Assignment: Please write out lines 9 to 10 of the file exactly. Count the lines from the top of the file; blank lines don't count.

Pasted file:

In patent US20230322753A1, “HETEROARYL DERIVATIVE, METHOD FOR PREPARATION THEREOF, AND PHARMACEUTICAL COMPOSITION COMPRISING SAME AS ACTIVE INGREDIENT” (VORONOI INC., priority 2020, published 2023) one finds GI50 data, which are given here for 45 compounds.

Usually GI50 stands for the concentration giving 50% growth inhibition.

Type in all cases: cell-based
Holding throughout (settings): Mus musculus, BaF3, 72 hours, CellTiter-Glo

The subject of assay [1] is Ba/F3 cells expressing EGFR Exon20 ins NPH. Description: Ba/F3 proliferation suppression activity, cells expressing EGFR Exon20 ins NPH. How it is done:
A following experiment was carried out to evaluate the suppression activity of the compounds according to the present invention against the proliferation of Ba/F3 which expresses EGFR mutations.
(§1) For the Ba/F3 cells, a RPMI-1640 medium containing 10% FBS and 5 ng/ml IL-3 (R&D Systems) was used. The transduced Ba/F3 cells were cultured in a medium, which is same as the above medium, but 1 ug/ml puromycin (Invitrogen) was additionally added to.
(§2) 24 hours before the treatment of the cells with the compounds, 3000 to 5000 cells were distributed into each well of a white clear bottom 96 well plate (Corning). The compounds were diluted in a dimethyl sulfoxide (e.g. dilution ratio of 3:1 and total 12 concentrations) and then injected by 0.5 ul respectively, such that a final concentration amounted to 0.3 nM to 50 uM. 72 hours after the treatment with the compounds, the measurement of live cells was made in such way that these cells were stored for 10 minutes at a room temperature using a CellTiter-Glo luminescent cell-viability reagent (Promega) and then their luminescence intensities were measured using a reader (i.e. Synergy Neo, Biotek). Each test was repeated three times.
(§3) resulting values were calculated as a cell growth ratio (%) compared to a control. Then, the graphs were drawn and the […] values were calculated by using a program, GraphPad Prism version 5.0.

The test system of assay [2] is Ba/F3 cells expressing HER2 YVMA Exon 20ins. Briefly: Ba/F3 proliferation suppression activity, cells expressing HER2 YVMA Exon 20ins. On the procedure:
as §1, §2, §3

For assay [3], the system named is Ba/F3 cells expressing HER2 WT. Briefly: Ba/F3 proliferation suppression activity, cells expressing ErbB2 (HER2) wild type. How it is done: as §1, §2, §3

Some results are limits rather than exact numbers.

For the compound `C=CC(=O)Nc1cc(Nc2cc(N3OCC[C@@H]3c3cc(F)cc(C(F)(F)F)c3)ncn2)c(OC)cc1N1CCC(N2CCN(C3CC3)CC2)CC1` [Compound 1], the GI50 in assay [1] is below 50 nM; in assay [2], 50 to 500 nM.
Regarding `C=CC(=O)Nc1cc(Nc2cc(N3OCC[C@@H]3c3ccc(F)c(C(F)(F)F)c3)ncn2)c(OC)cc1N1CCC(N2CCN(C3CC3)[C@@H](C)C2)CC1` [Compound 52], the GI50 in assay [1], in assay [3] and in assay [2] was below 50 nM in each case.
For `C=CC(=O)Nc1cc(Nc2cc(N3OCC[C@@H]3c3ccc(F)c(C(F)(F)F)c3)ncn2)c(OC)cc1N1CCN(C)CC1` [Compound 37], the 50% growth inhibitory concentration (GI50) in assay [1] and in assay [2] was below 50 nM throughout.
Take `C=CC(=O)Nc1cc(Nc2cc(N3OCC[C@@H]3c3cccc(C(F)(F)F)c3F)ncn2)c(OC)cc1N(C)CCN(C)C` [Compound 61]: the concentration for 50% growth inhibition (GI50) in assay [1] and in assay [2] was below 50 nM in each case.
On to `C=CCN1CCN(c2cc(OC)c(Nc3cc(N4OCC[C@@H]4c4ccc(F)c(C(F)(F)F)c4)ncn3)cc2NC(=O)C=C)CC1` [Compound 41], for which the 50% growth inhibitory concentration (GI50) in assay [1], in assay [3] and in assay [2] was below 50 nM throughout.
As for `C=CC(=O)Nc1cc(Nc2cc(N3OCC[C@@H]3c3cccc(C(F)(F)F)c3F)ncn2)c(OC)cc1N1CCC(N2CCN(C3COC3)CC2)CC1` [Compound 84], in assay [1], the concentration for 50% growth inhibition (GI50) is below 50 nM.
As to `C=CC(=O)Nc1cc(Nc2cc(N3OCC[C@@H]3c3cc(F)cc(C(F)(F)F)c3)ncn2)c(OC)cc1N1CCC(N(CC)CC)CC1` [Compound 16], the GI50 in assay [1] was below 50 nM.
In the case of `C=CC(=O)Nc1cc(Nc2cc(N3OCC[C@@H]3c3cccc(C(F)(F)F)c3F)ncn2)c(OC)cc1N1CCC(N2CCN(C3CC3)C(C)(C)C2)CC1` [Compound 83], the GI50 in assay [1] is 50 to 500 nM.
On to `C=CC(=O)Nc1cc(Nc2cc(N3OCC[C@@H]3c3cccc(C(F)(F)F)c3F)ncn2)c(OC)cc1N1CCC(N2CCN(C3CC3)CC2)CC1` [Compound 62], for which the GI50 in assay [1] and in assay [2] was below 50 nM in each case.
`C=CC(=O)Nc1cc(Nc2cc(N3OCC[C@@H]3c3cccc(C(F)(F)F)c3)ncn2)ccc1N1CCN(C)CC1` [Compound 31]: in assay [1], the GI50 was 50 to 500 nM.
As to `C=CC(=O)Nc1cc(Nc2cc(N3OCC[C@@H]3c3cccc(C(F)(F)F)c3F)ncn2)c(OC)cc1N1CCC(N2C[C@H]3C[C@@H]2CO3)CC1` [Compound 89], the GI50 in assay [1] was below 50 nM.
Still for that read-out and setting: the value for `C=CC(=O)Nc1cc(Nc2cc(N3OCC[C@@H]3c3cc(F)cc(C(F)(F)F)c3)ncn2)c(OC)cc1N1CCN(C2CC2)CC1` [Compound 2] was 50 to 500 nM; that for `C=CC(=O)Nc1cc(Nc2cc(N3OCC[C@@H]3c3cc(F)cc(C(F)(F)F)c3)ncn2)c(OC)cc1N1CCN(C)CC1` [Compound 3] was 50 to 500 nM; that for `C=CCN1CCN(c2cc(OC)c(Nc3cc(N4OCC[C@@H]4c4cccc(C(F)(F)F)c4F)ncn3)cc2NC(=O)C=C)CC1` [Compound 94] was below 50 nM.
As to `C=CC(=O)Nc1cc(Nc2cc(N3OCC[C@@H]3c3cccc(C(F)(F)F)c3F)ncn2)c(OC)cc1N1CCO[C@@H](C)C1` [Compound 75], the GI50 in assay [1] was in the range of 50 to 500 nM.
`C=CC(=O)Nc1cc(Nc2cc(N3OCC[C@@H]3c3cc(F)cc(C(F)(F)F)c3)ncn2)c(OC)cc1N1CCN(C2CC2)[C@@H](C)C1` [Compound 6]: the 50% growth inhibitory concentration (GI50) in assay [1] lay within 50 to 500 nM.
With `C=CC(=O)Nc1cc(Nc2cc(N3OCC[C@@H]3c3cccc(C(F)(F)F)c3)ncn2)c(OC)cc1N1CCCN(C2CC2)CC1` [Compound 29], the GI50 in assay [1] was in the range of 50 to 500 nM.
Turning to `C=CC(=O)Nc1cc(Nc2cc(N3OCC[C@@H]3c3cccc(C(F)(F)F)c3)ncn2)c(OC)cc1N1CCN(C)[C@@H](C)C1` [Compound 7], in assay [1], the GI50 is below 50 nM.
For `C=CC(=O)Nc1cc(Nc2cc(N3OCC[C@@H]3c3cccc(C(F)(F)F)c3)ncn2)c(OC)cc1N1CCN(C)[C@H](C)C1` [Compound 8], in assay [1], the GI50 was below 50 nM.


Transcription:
(§3) resulting values were calculated as a cell growth ratio (%) compared to a control. Then, the graphs were drawn and the […] values were calculated by using a program, GraphPad Prism version 5.0.

The test system of assay [2] is Ba/F3 cells expressing HER2 YVMA Exon 20ins. Briefly: Ba/F3 proliferation suppression activity, cells expressing HER2 YVMA Exon 20ins. On the procedure: